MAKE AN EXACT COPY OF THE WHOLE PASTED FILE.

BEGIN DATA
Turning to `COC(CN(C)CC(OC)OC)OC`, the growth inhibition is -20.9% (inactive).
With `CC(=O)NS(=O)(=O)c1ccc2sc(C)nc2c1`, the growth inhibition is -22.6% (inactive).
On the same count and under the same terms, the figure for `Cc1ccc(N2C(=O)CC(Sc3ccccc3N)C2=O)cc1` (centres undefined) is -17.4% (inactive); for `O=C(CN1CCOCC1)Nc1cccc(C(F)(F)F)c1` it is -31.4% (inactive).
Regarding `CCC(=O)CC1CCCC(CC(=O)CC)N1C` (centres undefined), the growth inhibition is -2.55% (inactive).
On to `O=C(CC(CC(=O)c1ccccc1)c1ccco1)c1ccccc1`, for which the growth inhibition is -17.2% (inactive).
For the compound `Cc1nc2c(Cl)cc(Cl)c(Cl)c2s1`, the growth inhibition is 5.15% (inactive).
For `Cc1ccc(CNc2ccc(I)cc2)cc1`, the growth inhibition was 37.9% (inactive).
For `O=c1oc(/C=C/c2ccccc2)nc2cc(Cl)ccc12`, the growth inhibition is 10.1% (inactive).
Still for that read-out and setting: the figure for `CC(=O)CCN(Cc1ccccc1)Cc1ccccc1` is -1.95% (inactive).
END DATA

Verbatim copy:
Turning to `COC(CN(C)CC(OC)OC)OC`, the growth inhibition is -20.9% (inactive).
With `CC(=O)NS(=O)(=O)c1ccc2sc(C)nc2c1`, the growth inhibition is -22.6% (inactive).
On the same count and under the same terms, the figure for `Cc1ccc(N2C(=O)CC(Sc3ccccc3N)C2=O)cc1` (centres undefined) is -17.4% (inactive); for `O=C(CN1CCOCC1)Nc1cccc(C(F)(F)F)c1` it is -31.4% (inactive).
Regarding `CCC(=O)CC1CCCC(CC(=O)CC)N1C` (centres undefined), the growth inhibition is -2.55% (inactive).
On to `O=C(CC(CC(=O)c1ccccc1)c1ccco1)c1ccccc1`, for which the growth inhibition is -17.2% (inactive).
For the compound `Cc1nc2c(Cl)cc(Cl)c(Cl)c2s1`, the growth inhibition is 5.15% (inactive).
For `Cc1ccc(CNc2ccc(I)cc2)cc1`, the growth inhibition was 37.9% (inactive).
For `O=c1oc(/C=C/c2ccccc2)nc2cc(Cl)ccc12`, the growth inhibition is 10.1% (inactive).
Still for that read-out and setting: the figure for `CC(=O)CCN(Cc1ccccc1)Cc1ccccc1` is -1.95% (inactive).